On a conference call with investors yesterday, General Motors President Dan Ammann talked self-driving taxis. According to Reuters, Ammann told investors that the automaker is planning a robo-taxi fleet launch in 2019.
That's a real commercial launch. Real cars picking up real people and transporting them for real money, although the rides will be limited to select urban areas. That's as opposed to the closely monitored testing and demonstration rides that the company has been conducting so far.
Since their purchase of autonomous tech firm Cruise Automation last year, GM has been sharply focused on self-driving vehicles. They've invested billions, hoping to keep pace with or leapfrog competitors Waymo and Uber.
Working with Cruise Automation, GM has a big advantage over those competitors. It's the only one that can put together an entire autonomous vehicle. From tires to Lidar sensors, and all the hardware and software in between. Waymo, which uses modified Chrysler Pacifica vans, hopes to have a small network in place next year but their more prototype style of construction could limit the size. Uber has committed to purchasing 24,000 Volvo XC90 SUVs between 2019 and 2021 but has the same limitations. GM has already produced multiple generations of the 2017 Chevrolet Bolt EV with autonomous capability on the same assembly line as the regular Bolt.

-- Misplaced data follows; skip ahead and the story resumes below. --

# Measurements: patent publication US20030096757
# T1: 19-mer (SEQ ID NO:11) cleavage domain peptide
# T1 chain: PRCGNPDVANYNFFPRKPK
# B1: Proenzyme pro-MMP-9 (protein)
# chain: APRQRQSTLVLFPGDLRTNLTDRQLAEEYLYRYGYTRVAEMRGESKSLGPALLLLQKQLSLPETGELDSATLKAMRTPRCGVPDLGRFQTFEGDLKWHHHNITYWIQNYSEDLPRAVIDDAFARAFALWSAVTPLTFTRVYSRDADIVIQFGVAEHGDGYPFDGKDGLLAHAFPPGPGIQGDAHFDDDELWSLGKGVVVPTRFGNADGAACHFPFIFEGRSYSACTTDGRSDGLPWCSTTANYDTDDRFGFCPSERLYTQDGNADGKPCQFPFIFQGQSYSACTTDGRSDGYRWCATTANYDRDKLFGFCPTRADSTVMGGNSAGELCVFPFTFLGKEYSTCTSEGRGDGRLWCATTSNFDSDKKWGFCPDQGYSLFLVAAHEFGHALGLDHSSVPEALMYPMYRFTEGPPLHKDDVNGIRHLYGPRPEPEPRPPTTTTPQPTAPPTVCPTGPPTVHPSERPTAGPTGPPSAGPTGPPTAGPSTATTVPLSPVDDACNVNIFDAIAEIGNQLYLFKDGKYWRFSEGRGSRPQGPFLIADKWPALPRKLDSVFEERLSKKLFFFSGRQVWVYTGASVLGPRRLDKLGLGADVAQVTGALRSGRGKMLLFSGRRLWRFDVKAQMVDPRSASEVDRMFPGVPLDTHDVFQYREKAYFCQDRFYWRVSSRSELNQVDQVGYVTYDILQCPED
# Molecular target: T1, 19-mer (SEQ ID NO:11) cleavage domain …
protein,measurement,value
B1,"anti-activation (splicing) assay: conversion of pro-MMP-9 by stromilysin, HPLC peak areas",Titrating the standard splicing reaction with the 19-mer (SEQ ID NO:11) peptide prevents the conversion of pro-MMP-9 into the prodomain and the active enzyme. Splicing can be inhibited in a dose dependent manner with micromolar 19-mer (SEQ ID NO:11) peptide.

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GM wants to move to self-driving ride-hailing services, because, in the words of Ammann, the revenue from one robo-taxi could be "several hundred thousands of dollars." That's a big contrast from the US $30,000 the company averages over the life of a current vehicle. CFO Chuck Stevens said that the company has a path to cut 40 percent out of their ride-hailing costs, which could give the company margins near 30 percent on the new tech.
One example of the cost cutting was in lidar sensors. Those are essential to self-driving, but now cost well over $20,000 each. After GM's purchase of Lidar firm Strobe Inc, the company hopes to cut that cost to $300, although they didn't give a timeline for that.
Ammann said that safety will be the ultimate factor in when the robo fleet hits the road.
GM said that it's too early to say how the ride-hailing fleet would be branded. GM could use the Cruise Automation brand, stick with the Bolt name, use the name of their existing conventional car-sharing company Maven, or come up with an entirely new brand.